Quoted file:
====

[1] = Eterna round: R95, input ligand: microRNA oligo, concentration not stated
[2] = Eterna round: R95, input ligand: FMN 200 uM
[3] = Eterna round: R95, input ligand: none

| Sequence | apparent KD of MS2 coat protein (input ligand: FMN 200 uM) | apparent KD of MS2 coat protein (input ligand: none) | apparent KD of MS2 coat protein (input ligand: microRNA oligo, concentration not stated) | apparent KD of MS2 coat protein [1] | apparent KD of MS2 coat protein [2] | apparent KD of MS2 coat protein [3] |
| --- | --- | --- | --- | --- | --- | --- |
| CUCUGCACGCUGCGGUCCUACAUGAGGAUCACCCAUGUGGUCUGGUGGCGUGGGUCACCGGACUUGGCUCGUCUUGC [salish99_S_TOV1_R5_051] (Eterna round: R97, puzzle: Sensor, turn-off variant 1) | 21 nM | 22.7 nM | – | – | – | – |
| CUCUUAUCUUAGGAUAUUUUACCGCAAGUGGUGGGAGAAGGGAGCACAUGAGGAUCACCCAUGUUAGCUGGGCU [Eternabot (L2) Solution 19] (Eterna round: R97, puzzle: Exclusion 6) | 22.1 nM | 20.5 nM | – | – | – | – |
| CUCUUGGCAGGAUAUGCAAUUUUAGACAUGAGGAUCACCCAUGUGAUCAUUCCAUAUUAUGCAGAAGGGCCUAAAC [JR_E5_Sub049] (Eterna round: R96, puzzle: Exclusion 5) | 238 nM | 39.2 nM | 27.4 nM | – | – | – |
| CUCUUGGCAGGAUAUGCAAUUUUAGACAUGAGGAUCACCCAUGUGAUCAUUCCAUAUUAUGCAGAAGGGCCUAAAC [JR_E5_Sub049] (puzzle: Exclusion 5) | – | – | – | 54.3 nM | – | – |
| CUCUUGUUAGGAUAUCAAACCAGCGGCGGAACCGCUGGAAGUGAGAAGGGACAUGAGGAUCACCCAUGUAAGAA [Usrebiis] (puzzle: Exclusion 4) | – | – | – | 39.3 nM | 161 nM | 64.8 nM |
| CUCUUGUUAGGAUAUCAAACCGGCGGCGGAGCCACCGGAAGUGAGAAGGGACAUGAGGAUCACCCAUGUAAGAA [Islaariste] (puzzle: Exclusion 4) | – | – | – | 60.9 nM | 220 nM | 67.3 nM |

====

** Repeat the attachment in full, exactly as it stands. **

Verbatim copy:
[1] = Eterna round: R95, input ligand: microRNA oligo, concentration not stated
[2] = Eterna round: R95, input ligand: FMN 200 uM
[3] = Eterna round: R95, input ligand: none

| Sequence | apparent KD of MS2 coat protein (input ligand: FMN 200 uM) | apparent KD of MS2 coat protein (input ligand: none) | apparent KD of MS2 coat protein (input ligand: microRNA oligo, concentration not stated) | apparent KD of MS2 coat protein [1] | apparent KD of MS2 coat protein [2] | apparent KD of MS2 coat protein [3] |
| --- | --- | --- | --- | --- | --- | --- |
| CUCUGCACGCUGCGGUCCUACAUGAGGAUCACCCAUGUGGUCUGGUGGCGUGGGUCACCGGACUUGGCUCGUCUUGC [salish99_S_TOV1_R5_051] (Eterna round: R97, puzzle: Sensor, turn-off variant 1) | 21 nM | 22.7 nM | – | – | – | – |
| CUCUUAUCUUAGGAUAUUUUACCGCAAGUGGUGGGAGAAGGGAGCACAUGAGGAUCACCCAUGUUAGCUGGGCU [Eternabot (L2) Solution 19] (Eterna round: R97, puzzle: Exclusion 6) | 22.1 nM | 20.5 nM | – | – | – | – |
| CUCUUGGCAGGAUAUGCAAUUUUAGACAUGAGGAUCACCCAUGUGAUCAUUCCAUAUUAUGCAGAAGGGCCUAAAC [JR_E5_Sub049] (Eterna round: R96, puzzle: Exclusion 5) | 238 nM | 39.2 nM | 27.4 nM | – | – | – |
| CUCUUGGCAGGAUAUGCAAUUUUAGACAUGAGGAUCACCCAUGUGAUCAUUCCAUAUUAUGCAGAAGGGCCUAAAC [JR_E5_Sub049] (puzzle: Exclusion 5) | – | – | – | 54.3 nM | – | – |
| CUCUUGUUAGGAUAUCAAACCAGCGGCGGAACCGCUGGAAGUGAGAAGGGACAUGAGGAUCACCCAUGUAAGAA [Usrebiis] (puzzle: Exclusion 4) | – | – | – | 39.3 nM | 161 nM | 64.8 nM |
| CUCUUGUUAGGAUAUCAAACCGGCGGCGGAGCCACCGGAAGUGAGAAGGGACAUGAGGAUCACCCAUGUAAGAA [Islaariste] (puzzle: Exclusion 4) | – | – | – | 60.9 nM | 220 nM | 67.3 nM |